After nearly two years of looking, while battling to keep his business afloat during the COVID-19 pandemic, Salt Lake City bookseller and counter-culture icon Ken Sanders has found a new home for his namesake store: The Leonardo.
Sometime in 2022, Ken Sanders Rare Books will open up shop in The Leonardo, the science-and-technology museum on Library Square, Sanders told The Salt Lake Tribune.
The Salt Lake City Council voted unanimously Tuesday to approve a resolution that would allow The Leonardo — which rents the former Salt Lake City Library building at 205 E. 500 South from the city — to sublet space to private businesses. The resolution requires those businesses to “fulfill a public purpose” and have “a direct connection to The Leonardo’s mission and programming plan,” according to a council analysis.
For Sanders, it’s a chance to restart the business he began in 1997 at 268 S. 200 East, a couple of blocks north of Library Square.
“My daughter says, ‘Dad, at your age, are you just effin’ crazy?’” Sanders said recently, as he gave a tour of the space he plans to take over at The Leo. Sanders turned 70 on Dec. 4.
“I want to do it because it’s my last chance to reinvent myself,” Sanders said. “I didn’t think I had it in me, and maybe it will kill me.”
Sanders sees a chance to lure The Leo’s patrons to his store.
“Pre-COVID, The Leo had 170,000 visitors a year,” Sanders said. “They will all be, in essence, walking right past my bookstore.”
The Leonardo also sees a benefit in the partnership. Opening the museum’s space to Sanders’ store is a way to “go back to our roots,” said Lisa Davis, a member of the museum’s governing board, referencing The Leonardo’s mission when it was created 10 years ago.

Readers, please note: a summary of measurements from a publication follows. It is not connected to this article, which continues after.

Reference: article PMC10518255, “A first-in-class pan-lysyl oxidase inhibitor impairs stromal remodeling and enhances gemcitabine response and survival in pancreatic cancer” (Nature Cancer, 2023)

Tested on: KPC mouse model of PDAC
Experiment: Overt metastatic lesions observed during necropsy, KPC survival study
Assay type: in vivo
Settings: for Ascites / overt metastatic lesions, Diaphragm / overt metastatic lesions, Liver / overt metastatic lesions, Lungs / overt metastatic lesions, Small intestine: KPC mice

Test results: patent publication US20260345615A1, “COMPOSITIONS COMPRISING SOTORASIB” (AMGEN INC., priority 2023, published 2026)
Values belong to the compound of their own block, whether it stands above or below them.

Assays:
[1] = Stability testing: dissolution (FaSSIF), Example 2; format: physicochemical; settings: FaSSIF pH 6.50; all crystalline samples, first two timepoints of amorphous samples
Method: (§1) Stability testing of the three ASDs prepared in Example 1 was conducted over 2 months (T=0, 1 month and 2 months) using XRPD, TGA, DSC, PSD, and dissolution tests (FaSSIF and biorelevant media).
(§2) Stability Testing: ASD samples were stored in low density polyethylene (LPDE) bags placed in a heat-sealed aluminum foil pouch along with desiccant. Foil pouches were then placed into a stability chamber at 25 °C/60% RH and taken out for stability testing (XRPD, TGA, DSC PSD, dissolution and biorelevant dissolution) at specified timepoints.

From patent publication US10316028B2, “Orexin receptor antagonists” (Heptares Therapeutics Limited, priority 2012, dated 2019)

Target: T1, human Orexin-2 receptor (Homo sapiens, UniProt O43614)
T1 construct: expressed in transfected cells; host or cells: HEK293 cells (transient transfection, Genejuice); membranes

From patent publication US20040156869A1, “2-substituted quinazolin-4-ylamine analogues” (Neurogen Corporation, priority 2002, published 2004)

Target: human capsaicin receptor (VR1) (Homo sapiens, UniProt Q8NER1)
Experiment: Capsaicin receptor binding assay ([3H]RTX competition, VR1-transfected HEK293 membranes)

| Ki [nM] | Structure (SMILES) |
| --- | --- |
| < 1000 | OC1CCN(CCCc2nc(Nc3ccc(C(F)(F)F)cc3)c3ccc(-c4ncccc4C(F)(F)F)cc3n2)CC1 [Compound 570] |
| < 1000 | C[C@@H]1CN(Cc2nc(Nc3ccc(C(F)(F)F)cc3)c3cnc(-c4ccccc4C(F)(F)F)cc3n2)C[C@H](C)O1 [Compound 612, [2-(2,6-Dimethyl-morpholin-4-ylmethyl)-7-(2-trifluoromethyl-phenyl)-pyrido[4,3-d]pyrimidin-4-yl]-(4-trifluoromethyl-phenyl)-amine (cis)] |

Davis said the mandate when The Leonardo began — in the space occupied by the Salt Lake City Library’s main branch from 1964 to 2003, before it moved into its current location across Library Square — was “to make Library Square a very active, dynamic, community-oriented space.”
Another connection that a Tribune photographer spotted: With his shaggy beard and halo of white hair circling his bald crown, Sanders somewhat resembles the museum’s namesake, the Renaissance artist and inventor Leonardo da Vinci.
In February, as the museum was starting to reopen, Sanders created a pop-up version of his bookstore, Davis said. The mini-store featured a collection of books about the civil rights movement, coinciding with the museum’s exhibit “Sorting Out Race.” And Sanders has organized a monthly book club at the museum.
That pop-up area, Sanders said, will become his store’s permanent space for new books, blending in with the museum’s cafe and gift shop. The space will be a good location for signings and readings, as well as the occasional book launch party. (Sanders said The Leonardo’s best-kept secret, until now, is that it holds a state liquor license — something he hopes to take advantage of from time to time.)
Part of the ground floor space will be a children’s book section, something Sanders, who is a grandfather of two small children, said he has always wanted to create. Sanders said he’s looking forward to leading story-time readings for children. “I’m even planning a secret entrance,” he said.
Sanders will put his store’s used-book section in the basement, deploying funky shelving he has amassed from other bookstores over the years.
It will take a good deal of work, clearing out the exhibit items that The Leonardo has accumulated over the years. Among the oddities in storage include a carnival-cutout version of Edvard Munch’s painting “The Scream,” kiosks extolling University of Utah geneticist and Nobel laureate Mario Capecchi, and a bust of the late U.S. Sen. Jake Garn (from when the museum displayed the flight suit Garn wore on his 1985 flight aboard the space shuttle Discovery).
The jewel in Sanders’ store plans, he said, will be the space for his rare-book business, in a space in the sub-basement that The Leonardo calls “The Kiva.” It’s an old reading room from the building’s days as the library, and it’s currently inaccessible.